Jim Rogers

Discussion in 'Trading' started by plan, Oct 10, 2009.

  1. plan


  2. S2007S


    The second commodity bubble is forming, the trade is becoming too overcrowded at this point, yes commodities can continue higher. Once bernanke decides to stop the printing of monopoly money and raise rates aggressively the commodities are going to FREE FALL straight down.
  3. harkm


    Along with stocks and the US economy.
  4. The reason they flooded the world's economies with monopoly money was their fear of deflation.

    If they still fear it (and I believe they do) aren't they likely to keep rates low through much or all of 2010?

    And, even more importantly, the bet to make right now is that the incredible amount of liquidity in the system is likely to drive commodity prices up.

    We need to trade the facts "now" ... not the "maybes to come".

  5. The fundamental problem is that it seems the worldwide economy is locked in the same sick paradigm of growth:

    USA prints USD or keeps low rates ---> USA buys foreign goods ----> foreigners invest USD receipts back in USA ----> rates and USD turn even lower ----> Commodities and oil go up ----> markets go up

    Whatever action the FED took was to keep this vicious circle alive knowing that it will bust again soon. There are no alternatives other than abandoning globalization. The story continues like this:

    ---->energy, food and house prices increase ----> people cannot afford paying loans ---> default rate increases ----> BUST

    ----> print money again and GO TO START

    Hey fellows, this is going to be repeated several times in our lifetimes from now on. They know of no other way to run the worldwide economy.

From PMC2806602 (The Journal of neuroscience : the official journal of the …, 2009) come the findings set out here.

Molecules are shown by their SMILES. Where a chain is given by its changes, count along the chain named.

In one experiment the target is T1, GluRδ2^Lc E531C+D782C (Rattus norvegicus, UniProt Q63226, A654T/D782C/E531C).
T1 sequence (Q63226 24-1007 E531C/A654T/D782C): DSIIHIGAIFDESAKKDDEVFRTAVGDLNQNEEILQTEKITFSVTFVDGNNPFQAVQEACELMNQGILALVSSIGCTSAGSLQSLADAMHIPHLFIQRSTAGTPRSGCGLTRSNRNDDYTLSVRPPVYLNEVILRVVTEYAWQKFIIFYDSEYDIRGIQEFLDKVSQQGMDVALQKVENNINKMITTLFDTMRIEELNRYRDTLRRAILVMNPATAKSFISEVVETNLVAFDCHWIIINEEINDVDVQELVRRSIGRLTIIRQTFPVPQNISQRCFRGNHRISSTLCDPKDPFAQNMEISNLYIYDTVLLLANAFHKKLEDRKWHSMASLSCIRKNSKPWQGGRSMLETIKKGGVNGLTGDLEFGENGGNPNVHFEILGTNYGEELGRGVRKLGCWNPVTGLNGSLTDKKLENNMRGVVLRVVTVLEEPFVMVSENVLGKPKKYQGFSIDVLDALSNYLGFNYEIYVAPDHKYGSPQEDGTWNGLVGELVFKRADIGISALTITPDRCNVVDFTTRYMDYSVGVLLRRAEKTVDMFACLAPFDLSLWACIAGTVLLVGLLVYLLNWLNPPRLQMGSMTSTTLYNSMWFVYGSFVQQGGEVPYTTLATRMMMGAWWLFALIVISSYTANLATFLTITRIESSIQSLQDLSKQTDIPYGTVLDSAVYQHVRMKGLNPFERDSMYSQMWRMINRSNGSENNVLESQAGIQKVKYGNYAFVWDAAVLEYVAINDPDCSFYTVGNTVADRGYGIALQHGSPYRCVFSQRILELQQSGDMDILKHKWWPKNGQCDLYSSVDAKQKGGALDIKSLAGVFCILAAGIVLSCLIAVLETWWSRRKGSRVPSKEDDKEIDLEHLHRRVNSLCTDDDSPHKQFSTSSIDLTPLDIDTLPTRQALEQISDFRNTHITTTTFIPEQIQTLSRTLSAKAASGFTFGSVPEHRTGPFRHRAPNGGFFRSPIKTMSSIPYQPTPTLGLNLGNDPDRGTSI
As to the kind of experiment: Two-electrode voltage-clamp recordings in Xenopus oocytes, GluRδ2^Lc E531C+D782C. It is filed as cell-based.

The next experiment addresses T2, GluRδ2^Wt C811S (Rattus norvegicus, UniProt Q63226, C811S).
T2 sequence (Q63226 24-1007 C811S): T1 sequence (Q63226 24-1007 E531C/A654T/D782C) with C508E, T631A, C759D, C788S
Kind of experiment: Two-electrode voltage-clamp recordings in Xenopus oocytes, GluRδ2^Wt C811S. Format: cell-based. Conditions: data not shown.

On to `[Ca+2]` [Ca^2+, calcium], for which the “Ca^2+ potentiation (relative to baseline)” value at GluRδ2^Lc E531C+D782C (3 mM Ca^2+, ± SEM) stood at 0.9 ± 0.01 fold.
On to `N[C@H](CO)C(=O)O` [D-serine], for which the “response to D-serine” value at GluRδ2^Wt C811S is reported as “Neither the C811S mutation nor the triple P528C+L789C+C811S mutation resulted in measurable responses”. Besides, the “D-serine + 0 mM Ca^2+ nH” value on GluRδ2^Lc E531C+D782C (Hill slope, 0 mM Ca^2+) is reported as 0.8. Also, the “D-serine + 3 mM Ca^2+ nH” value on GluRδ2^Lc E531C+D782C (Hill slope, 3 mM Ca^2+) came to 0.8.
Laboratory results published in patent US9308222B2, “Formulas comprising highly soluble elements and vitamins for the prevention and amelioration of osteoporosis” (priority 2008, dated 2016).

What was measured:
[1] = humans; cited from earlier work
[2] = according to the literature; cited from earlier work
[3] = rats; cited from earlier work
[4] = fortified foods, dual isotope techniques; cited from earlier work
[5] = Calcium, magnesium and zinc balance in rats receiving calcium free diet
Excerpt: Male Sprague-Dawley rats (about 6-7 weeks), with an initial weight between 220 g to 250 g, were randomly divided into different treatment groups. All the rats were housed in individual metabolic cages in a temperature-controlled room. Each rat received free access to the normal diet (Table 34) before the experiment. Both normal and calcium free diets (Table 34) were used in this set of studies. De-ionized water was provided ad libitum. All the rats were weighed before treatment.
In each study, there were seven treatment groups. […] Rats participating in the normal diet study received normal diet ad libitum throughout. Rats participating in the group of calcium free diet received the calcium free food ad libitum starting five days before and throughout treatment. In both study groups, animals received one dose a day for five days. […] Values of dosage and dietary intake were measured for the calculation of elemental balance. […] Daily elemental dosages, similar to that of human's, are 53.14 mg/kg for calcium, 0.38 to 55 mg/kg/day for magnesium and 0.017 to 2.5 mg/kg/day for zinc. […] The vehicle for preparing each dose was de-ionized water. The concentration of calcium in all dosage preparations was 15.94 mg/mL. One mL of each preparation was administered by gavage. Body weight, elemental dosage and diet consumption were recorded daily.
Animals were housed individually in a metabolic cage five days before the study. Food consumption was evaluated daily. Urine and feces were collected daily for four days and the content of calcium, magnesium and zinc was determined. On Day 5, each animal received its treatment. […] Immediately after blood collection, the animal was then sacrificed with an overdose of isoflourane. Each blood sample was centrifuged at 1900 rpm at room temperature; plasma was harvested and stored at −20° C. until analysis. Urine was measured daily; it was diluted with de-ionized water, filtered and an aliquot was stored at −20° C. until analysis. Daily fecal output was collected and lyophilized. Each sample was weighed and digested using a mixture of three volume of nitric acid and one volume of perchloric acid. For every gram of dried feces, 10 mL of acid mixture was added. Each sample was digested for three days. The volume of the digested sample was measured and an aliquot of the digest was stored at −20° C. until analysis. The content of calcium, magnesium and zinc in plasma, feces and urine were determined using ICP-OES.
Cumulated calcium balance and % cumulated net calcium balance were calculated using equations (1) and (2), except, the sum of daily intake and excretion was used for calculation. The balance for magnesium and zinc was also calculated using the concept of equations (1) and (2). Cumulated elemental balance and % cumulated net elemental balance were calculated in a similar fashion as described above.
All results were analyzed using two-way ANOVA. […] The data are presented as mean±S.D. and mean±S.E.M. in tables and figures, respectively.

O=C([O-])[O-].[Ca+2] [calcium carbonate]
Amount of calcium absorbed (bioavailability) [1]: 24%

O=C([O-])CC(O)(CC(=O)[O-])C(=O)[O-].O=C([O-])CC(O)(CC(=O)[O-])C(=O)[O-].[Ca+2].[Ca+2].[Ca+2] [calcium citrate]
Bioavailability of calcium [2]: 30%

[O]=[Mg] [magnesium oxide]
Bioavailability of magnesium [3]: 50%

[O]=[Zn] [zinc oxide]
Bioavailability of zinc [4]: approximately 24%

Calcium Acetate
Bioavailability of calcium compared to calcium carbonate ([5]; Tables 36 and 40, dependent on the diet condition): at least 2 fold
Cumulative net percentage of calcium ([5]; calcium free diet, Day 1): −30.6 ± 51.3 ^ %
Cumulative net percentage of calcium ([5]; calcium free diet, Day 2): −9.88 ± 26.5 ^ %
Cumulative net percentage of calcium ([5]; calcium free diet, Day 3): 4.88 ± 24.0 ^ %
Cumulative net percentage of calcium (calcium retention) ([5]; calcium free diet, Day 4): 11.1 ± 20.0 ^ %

6. Egads


    The Fed has never raised rates until the unemployment rate stops rising.

    The current best guess is that the unemployment rate may keep rising until until mid-Q2 or early Q3, 2010.

  7. Soooo, would betting right now on the prospect of a future inflationary environment be trading one of those "nows" or the "maybes to come," in your opinion? Just curious.
  8. piezoe


    I agree with "Mr. Noir" on this -- particularly Noir's first paragraph.. When you're in debt to other nations deflation can not be tolerated.

    Actually I started loading up on commodities months ago when they were in the basement and no one wanted them. But I'm still adding.

    Yes, the dollar might recover some, but the long run picture is for a weak dollar even with rates being raised some. In any case we have at least a year of rising commodity prices, as 2010 will see a worsening economy in the US because the 2009 tax returns in April 2010 will be down severely compared to the April 2009 returns.. This will be really rough for State budgets (except for North Dakota!).

    An important factor preventing the dollar from strengthening much, not often talked about, is the need to monetize the debt. There is no intention of paying on the US debt using dollars that have anything like the purchasing power of the dollars borrowed. So the Fed will have to walk a tightrope between interest rates high enough to attract bond buyers and low enough to service the debt with inflated dollars.

    The only way the US could truly get its financial house in order without significant inflation would be to drastically cut military and health care expenditures while increasing tax revenues, and we all know that is not going to happen. Not until the last Republican is dead and buried.